Emory Eye Center was saddened to announce the passing of Henry F. Edelhauser, former director of research for Emory Eye Center (1989-2013), on Wednesday evening, December 2nd. Our friend, educator, inspired and innovative researcher, esteemed colleague was a "vitreoretinal great."
He was the rare researcher who easily traversed between the worlds of clinicians and basic scientists with grace. He collaborated with MDs throughout his service at Emory to attain the highest level of translational research that could be of help to countless patients with vision loss. Through the years, he made lasting friendships with the many colleagues and collaborators he worked alongside as well as mentoring many young scientists.
In 1989, incoming chair, Thomas Aaberg, hired Edelhauser from the Medical College of Wisconsin to lead the small research program at Emory Eye Center. In Milwaukee, Edelhauser had risen from assistant, to associate, to full professor. At Emory, he was appointed the Sylvia Montag Ferst and Frank W. Ferst Professor of Ophthalmology and the director of ophthalmic research.
By the time of his retirement in 2013, Eye Center research had grown from some five researchers to nine, as well as amassing a number of adjunct professors and collaborators at the VA’s Center for Visual & Neurocognitive Rehabilitation, Georgia Institute of Technology and Morehouse College.
Dr. Edelhauser’s leadership in translational vision research produced high impact work that has distinguished Emory Eye Center’s research program for more than 25 years.
Not only was he a brilliant physiologist, he also understood clinical ophthalmology, especially ophthalmic surgery. His role in the development of irrigating solutions for ophthalmic surgery combined with his landmark work on the corneal endothelium has helped millions of people see better and avoid blindness. His academic accomplishments are too numerous to list. He was so well known in clinical ophthalmology that people confused his PhD for an MD. Most importantly, Dr. Edelhauser’s character was impeccable. He was knowledgeable, also wise, yet always humble. His spirit was kind, gentle and approachable, combined with an eternal optimism and genuine curiosity.
"Dr. Edelhauser was the best translational research scientist in ophthalmology. His discoveries helped countless patients regain and retain sight,” says Hans E. Grossniklaus. “He was an irreplaceable colleague and friend. He will be sorely missed."
In a fitting tribute to Edelhauser in 2012, former student Tracy Kangas, MD, PhD, wrote “All I Need to Know I Learned in Hank’s Lab.” She remarked that he taught his students many things in addition to science. Among what she gleaned from his teachings were: Be on time, because Hank will be early. Be honest and direct in all areas of your life, period. Build bridges and then look for new bridges to build, never burn them. Kangas well understood his character, remarking, “Hank practiced humility like his dear friend Dr. Tom Aaberg.”
Dr. Edelhaser won nearly every national award in vision research, including the prestigious Castroviejo and Proctor medals, the highest honors in his field. At the presentation of the Proctor Award, he was cited for “elegant translational research from basic science to clinical applications.” In 2010 he presented the Charles D. Kelman Innovators Lecture at ASCRS. Dr. Edelhauser was past president of ARVO and was honored in 2012 by the ARVO Foundation for Eye Research (AFER) for his lifetime of work. Throughout his career he spoke at major conferences on many continents, having been regarded as a consummate expert on innovative vision research, as well as being an accomplished speaker.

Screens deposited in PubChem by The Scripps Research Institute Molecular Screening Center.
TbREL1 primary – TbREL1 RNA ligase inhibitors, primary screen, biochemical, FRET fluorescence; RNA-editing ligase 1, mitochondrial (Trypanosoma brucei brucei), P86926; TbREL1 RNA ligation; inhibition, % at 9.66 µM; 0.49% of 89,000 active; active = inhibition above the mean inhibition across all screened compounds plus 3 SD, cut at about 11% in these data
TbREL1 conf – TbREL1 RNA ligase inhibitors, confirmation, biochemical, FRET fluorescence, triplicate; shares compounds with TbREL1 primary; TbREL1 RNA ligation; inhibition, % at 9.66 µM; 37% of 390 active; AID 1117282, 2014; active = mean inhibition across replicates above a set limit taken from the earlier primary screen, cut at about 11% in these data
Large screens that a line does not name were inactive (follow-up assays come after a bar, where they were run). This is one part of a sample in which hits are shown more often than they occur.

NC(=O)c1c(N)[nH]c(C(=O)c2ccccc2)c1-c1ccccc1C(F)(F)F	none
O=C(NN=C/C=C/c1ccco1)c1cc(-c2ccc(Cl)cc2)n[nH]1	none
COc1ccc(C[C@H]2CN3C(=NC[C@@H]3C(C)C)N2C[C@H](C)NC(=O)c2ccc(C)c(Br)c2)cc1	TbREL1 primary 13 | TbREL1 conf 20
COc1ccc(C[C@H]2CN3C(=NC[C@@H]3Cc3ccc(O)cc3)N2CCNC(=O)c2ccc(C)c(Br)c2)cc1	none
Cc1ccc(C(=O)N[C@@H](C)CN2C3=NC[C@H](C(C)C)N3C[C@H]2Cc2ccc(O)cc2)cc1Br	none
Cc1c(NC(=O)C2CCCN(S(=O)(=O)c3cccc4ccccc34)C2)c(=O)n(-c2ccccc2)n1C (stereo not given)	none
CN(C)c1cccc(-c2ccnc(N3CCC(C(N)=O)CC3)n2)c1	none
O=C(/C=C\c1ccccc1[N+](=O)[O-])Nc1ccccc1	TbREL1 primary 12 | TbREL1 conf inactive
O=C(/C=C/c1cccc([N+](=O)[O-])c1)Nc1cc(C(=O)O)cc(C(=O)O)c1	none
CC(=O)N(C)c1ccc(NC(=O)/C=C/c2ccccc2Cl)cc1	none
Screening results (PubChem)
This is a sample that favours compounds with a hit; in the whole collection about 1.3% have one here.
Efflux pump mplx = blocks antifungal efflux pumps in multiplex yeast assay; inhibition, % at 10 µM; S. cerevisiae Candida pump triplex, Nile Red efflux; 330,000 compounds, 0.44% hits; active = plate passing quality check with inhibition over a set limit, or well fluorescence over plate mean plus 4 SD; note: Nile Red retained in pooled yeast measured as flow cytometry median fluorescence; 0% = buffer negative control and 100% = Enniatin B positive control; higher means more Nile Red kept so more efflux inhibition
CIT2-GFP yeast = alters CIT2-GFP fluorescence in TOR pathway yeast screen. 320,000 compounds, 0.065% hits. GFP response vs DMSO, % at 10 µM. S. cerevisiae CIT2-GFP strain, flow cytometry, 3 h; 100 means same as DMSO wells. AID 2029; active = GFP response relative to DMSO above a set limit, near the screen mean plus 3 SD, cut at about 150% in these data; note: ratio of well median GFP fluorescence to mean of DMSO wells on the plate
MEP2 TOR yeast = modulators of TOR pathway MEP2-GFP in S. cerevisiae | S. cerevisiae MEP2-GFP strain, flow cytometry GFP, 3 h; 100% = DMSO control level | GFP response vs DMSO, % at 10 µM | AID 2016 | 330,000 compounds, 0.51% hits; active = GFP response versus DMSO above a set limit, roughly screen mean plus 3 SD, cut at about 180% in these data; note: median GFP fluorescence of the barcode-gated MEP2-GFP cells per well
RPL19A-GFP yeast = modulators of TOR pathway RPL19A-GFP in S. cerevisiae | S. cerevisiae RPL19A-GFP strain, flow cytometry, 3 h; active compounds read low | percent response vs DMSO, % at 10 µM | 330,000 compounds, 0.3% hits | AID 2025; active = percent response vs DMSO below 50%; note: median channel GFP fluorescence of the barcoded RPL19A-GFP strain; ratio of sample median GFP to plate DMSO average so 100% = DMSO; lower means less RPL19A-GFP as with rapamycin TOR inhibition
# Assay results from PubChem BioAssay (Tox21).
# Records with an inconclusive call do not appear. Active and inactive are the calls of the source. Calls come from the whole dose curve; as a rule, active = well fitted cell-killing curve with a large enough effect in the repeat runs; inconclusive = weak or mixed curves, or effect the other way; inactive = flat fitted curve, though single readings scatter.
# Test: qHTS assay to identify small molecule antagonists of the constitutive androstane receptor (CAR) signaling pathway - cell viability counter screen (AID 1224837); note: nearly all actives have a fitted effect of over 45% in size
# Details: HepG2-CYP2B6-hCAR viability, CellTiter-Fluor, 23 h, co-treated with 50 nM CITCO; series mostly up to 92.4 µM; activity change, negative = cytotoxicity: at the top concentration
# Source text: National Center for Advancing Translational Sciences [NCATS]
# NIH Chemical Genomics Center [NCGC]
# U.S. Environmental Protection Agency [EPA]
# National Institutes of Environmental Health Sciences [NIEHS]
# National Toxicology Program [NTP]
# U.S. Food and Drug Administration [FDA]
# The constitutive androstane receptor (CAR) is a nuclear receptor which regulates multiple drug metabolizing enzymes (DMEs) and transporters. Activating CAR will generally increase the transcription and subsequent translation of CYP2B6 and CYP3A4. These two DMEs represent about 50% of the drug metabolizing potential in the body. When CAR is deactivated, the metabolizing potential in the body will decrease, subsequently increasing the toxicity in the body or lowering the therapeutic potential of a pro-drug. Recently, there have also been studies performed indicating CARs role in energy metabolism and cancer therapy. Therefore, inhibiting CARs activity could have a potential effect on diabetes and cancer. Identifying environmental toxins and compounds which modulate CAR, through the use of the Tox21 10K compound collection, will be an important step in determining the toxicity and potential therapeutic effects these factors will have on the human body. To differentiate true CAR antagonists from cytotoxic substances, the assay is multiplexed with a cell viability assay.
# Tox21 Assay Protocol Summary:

Dr. Edelhauser was recipient of the 2012 “Start-up Company of the Year” award at Emory University for Clearside Biomedical, Inc., and development of the joint microneedle drug delivery technology created with collaborators at Georgia Tech. In 2014, he was honored with a “Bio Deal of the Year Award” for Clearside and its targeted therapeutics for the treatment of sight threatening diseases. By 2014, Clearside had received $8M from investors for the novel injection technique for retinal diseases.
He leaves behind wife Barbara, and children Scott Edelhauser and Jill Harshman.
Six of the greats of vitreoretinal surgery [from left above] George Blankenship (retired, Penn State Hershey Medical Center), Jean-Marie Parel (Bascom Palmer, McKnight Vision Research Center), Thomas M. Aaberg Sr. (Chair Emeritus, Emory Eye Center), Helmut Büettner (Mayo Medical Center, Rochester, N.Y.), Henry Edelhauser, and Gary Abrams (Kresge Eye Institute) gathered to take part in the documentary film, "The History of Vitreoretian Surgery," in 2011 at the Center.
The gathering was orchestrated by Edelhauser. He decided this was the perfect time to assemble these pioneers and produce a video about them and their marks on the world of vitreoretinal surgery. Hiring a top-notch videographer and bringing these five men to the Emory campus, he oversaw all arrangements to chronicle their contributions to medicine.The result is the high-definition video below. It has been shown at national ophthalmology meetings and is also available from Emory Eye Center's YouTube channel.
If you are interested in contributing a gift in Dr. Edelhauser’s honor, please direct your gift to either the Henry F. Edelhauser Lecture in Translational Research at Emory Eye Center or contact Karla Ruggiero, director of development, email@example.com.